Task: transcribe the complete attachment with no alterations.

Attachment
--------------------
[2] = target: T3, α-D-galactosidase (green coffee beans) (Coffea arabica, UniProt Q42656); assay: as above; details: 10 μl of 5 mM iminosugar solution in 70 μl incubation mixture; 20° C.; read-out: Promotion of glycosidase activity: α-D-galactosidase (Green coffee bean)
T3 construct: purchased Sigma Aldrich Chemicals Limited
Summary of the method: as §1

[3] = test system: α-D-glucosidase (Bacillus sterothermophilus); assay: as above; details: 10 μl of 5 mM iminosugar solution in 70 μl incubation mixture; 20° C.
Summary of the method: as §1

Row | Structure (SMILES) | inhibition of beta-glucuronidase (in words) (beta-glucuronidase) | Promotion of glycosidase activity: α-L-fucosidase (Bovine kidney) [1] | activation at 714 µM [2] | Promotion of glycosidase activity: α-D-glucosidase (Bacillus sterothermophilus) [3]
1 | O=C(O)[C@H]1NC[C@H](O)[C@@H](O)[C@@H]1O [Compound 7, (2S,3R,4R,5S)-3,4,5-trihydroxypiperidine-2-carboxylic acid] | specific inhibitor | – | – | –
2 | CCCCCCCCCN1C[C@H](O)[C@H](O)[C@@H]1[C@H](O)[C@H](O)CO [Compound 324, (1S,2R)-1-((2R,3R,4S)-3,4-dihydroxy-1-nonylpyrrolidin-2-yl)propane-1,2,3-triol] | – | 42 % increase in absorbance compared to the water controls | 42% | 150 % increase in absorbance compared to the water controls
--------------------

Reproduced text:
[2] = target: T3, α-D-galactosidase (green coffee beans) (Coffea arabica, UniProt Q42656); assay: as above; details: 10 μl of 5 mM iminosugar solution in 70 μl incubation mixture; 20° C.; read-out: Promotion of glycosidase activity: α-D-galactosidase (Green coffee bean)
T3 construct: purchased Sigma Aldrich Chemicals Limited
Summary of the method: as §1

[3] = test system: α-D-glucosidase (Bacillus sterothermophilus); assay: as above; details: 10 μl of 5 mM iminosugar solution in 70 μl incubation mixture; 20° C.
Summary of the method: as §1

Row | Structure (SMILES) | inhibition of beta-glucuronidase (in words) (beta-glucuronidase) | Promotion of glycosidase activity: α-L-fucosidase (Bovine kidney) [1] | activation at 714 µM [2] | Promotion of glycosidase activity: α-D-glucosidase (Bacillus sterothermophilus) [3]
1 | O=C(O)[C@H]1NC[C@H](O)[C@@H](O)[C@@H]1O [Compound 7, (2S,3R,4R,5S)-3,4,5-trihydroxypiperidine-2-carboxylic acid] | specific inhibitor | – | – | –
2 | CCCCCCCCCN1C[C@H](O)[C@H](O)[C@@H]1[C@H](O)[C@H](O)CO [Compound 324, (1S,2R)-1-((2R,3R,4S)-3,4-dihydroxy-1-nonylpyrrolidin-2-yl)propane-1,2,3-triol] | – | 42 % increase in absorbance compared to the water controls | 42% | 150 % increase in absorbance compared to the water controls